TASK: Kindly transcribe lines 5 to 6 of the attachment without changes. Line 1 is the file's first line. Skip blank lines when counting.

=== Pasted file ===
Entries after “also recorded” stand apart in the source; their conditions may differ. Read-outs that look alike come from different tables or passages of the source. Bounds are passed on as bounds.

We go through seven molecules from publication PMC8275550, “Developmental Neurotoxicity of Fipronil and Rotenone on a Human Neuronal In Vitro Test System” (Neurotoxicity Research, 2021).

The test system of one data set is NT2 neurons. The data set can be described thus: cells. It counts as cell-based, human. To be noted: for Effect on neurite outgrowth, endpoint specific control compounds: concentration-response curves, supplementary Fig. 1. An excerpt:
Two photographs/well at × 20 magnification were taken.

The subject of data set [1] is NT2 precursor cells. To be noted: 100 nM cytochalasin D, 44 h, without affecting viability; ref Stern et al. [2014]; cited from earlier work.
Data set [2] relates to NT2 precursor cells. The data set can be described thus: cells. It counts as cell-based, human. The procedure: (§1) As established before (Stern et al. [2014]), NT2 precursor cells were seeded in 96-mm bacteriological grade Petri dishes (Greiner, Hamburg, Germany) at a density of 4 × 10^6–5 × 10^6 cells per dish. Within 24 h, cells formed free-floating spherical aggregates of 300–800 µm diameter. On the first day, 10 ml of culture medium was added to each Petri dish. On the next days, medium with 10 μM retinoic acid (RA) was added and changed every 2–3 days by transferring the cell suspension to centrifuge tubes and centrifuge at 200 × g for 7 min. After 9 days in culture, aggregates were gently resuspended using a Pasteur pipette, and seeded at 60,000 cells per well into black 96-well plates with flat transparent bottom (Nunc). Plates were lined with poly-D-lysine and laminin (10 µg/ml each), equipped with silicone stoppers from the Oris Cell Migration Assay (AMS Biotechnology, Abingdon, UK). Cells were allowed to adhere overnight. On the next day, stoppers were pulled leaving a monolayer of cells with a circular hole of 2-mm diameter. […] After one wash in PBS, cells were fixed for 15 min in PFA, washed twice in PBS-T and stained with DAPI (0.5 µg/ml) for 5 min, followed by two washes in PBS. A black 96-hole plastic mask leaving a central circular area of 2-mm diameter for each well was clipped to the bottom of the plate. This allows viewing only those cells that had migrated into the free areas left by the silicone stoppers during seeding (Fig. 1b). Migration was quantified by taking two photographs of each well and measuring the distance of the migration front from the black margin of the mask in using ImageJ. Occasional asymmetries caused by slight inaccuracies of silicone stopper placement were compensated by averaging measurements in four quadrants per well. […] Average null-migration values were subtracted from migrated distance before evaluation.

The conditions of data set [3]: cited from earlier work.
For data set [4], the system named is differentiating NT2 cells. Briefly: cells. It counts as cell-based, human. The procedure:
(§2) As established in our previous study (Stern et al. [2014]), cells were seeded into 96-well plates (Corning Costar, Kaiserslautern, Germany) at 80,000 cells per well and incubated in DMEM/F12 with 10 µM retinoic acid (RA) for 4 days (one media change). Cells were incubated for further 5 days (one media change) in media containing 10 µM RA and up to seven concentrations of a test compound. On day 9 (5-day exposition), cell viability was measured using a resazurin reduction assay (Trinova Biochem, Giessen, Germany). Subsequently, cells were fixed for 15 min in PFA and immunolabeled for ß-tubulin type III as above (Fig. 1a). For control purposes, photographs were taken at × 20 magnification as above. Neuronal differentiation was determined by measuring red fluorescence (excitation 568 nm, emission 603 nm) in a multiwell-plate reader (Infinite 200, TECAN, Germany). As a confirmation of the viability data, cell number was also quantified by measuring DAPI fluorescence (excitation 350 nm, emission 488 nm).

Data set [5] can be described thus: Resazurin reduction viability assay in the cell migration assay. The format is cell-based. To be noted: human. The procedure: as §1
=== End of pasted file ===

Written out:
The subject of data set [1] is NT2 precursor cells. To be noted: 100 nM cytochalasin D, 44 h, without affecting viability; ref Stern et al. [2014]; cited from earlier work.
Data set [2] relates to NT2 precursor cells. The data set can be described thus: cells. It counts as cell-based, human. The procedure: (§1) As established before (Stern et al. [2014]), NT2 precursor cells were seeded in 96-mm bacteriological grade Petri dishes (Greiner, Hamburg, Germany) at a density of 4 × 10^6–5 × 10^6 cells per dish. Within 24 h, cells formed free-floating spherical aggregates of 300–800 µm diameter. On the first day, 10 ml of culture medium was added to each Petri dish. On the next days, medium with 10 μM retinoic acid (RA) was added and changed every 2–3 days by transferring the cell suspension to centrifuge tubes and centrifuge at 200 × g for 7 min. After 9 days in culture, aggregates were gently resuspended using a Pasteur pipette, and seeded at 60,000 cells per well into black 96-well plates with flat transparent bottom (Nunc). Plates were lined with poly-D-lysine and laminin (10 µg/ml each), equipped with silicone stoppers from the Oris Cell Migration Assay (AMS Biotechnology, Abingdon, UK). Cells were allowed to adhere overnight. On the next day, stoppers were pulled leaving a monolayer of cells with a circular hole of 2-mm diameter. […] After one wash in PBS, cells were fixed for 15 min in PFA, washed twice in PBS-T and stained with DAPI (0.5 µg/ml) for 5 min, followed by two washes in PBS. A black 96-hole plastic mask leaving a central circular area of 2-mm diameter for each well was clipped to the bottom of the plate. This allows viewing only those cells that had migrated into the free areas left by the silicone stoppers during seeding (Fig. 1b). Migration was quantified by taking two photographs of each well and measuring the distance of the migration front from the black margin of the mask in using ImageJ. Occasional asymmetries caused by slight inaccuracies of silicone stopper placement were compensated by averaging measurements in four quadrants per well. […] Average null-migration values were subtracted from migrated distance before evaluation.